Video Shows MauiTime Publisher Thomas Russo Complying With Maui Police Officer’s Orders At Time Of His Nov. 20 Arrest While Filming ‘Operation Recon’

Maui Police Officer Rusty Lawson

Citing substantial inaccuracies in both a official Maui Police Department statement and various news accounts, MauiTime Publisher Thomas Russo has posted the video footage of his Nov. 20 arrest while trying to film various Maui Police Officers engaged in “Operation Recon” on Haleakala Highway, a massive effort to ticket citizens for driving vehicles with over-sized tires and illegally tinted windows. The video clearly shows that he was complying with the Maui Police Officers’ orders that he get back from their traffic stop at the time he was arrested.

also if you do not see the video above click below.

Click here to watch the video.

Contrary to the Maui Police Department’s assertion that Russo “compromised the officers’ safety, after failing to comply with numerous requests from the officers to move back behind the police vehicles and was then placed under arrest,” the video clearly shows Russo was arrested for filming the Maui Police Officers and not for”obstructing a government operation,” as he’s been charged with (along with resisting arrest and harassment).

Indeed, the video shows Russo complying with officer Rusty Lawson’s request that Russo stand back. Indeed, the video shows Russo walking backwards, away from the officers as Lawson repeatedly says, “Stand back.” The video also shows that after Russo identified himself by name and as a member of the media–all the while walking back, away from the officers–Lawson arrested him anyway.

“I stopped to find out why it was so important to back up traffic for miles,” Russo said after being released. “Social media was blowing up my phone, asking what was going on there. I wanted a report from the scene. I was arrested for filming and all other charges from the MPD are ridiculous. The police chose to arrest me in a direct attempt to stop the documenting of their activities.”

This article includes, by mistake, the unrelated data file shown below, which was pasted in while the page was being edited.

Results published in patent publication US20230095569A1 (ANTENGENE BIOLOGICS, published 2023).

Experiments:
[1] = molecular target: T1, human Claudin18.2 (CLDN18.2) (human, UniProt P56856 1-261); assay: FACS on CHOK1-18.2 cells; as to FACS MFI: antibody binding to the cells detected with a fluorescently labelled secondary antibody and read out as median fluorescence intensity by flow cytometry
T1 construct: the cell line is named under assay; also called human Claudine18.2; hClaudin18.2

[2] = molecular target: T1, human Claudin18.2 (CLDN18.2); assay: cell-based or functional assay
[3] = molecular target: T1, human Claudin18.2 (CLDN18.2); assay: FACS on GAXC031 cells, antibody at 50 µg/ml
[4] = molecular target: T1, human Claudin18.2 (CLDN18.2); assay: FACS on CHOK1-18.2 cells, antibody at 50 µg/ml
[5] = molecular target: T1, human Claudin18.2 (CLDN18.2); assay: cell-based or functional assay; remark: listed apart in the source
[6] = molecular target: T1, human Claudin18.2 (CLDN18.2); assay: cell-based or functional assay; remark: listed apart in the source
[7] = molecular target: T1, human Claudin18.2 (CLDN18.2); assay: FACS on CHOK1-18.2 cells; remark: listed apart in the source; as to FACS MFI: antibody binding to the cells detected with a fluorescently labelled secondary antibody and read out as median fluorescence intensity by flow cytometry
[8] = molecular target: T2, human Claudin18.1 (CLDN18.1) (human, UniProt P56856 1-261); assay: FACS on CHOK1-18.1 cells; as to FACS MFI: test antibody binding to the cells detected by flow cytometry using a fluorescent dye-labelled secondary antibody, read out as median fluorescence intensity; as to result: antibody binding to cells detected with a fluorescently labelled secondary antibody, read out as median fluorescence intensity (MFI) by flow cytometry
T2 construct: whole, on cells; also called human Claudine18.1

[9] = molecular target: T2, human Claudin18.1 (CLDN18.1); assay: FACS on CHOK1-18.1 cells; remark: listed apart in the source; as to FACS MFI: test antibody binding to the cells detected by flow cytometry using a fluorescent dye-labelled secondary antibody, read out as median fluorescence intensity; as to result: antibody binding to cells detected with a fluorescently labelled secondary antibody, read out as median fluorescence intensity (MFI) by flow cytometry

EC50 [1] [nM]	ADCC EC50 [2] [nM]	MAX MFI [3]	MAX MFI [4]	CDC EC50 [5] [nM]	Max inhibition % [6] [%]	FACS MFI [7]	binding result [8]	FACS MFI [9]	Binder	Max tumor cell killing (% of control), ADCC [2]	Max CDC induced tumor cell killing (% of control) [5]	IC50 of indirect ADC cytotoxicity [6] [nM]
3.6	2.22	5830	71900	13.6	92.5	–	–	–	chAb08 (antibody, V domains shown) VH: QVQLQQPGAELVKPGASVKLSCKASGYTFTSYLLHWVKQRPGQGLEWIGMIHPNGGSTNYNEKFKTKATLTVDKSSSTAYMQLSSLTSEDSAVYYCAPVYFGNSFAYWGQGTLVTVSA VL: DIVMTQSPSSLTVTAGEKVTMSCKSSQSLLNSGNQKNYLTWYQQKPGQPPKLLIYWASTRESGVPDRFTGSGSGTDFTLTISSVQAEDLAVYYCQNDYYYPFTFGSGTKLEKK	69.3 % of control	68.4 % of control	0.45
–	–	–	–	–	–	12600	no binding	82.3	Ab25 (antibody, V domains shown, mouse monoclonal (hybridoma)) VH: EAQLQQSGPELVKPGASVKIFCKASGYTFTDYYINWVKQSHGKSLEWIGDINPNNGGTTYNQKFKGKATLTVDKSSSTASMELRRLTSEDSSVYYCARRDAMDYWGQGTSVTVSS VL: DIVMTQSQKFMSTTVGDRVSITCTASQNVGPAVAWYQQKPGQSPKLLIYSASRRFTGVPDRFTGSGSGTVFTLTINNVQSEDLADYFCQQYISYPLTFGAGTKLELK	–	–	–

Filming law enforcement officers on a public highway is protected under the First Amendment, states the American Civil Liberties Union.

“As a general rule, when in public spaces where you are lawfully present, you have the right to photograph anything that is in plain view,” said Dan Gluck, ACLU Hawaii’s senior staff attorney. “That includes pictures of federal buildings, transportation facilities, and police. Such photography is a form of public oversight over the government and is important in a free society.”

Though Gluck said he did not have the details of Russo’s arrest and thus couldn’t comment on it specifically, he did add that this isn’t the first he’s heard of matters as this.

“The ACLU of Hawaii has received complaints from across the state regarding the right to videotape police officers, however, and we encourage individuals who feel that their right to document law enforcement interactions may have been violated to contact our office confidentially,” he said.

Operation Recon, which handed out pre-printed tickets Tuesday morning, is ongoing at other sites around Maui. Though Maui Police Department spokesman Lt. Wayne Ibarra said that the operation was “in response to complaint letters to the editor of the Maui News regarding oversized vehicles and vehicles with illegal tints,” this Nov. 20 Maui News story on the operation and Russo’s arrest states that the paper published two letters on such matters this month and only six all year.

Russo posted $3,000 bond a few hours after his arrest. His court date is Dec. 27, 2012.

Before then, you can watch Russo’s video here.